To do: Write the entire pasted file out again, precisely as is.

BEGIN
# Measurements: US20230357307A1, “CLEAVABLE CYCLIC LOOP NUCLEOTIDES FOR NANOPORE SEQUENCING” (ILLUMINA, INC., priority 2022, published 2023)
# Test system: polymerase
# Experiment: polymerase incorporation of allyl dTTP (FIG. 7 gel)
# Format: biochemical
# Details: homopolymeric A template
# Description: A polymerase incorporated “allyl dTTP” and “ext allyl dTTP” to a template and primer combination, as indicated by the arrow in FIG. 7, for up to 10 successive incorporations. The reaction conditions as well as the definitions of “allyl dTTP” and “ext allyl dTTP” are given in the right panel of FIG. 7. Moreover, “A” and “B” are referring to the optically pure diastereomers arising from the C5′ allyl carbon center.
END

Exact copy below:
# Measurements: US20230357307A1, “CLEAVABLE CYCLIC LOOP NUCLEOTIDES FOR NANOPORE SEQUENCING” (ILLUMINA, INC., priority 2022, published 2023)
# Test system: polymerase
# Experiment: polymerase incorporation of allyl dTTP (FIG. 7 gel)
# Format: biochemical
# Details: homopolymeric A template
# Description: A polymerase incorporated “allyl dTTP” and “ext allyl dTTP” to a template and primer combination, as indicated by the arrow in FIG. 7, for up to 10 successive incorporations. The reaction conditions as well as the definitions of “allyl dTTP” and “ext allyl dTTP” are given in the right panel of FIG. 7. Moreover, “A” and “B” are referring to the optically pure diastereomers arising from the C5′ allyl carbon center.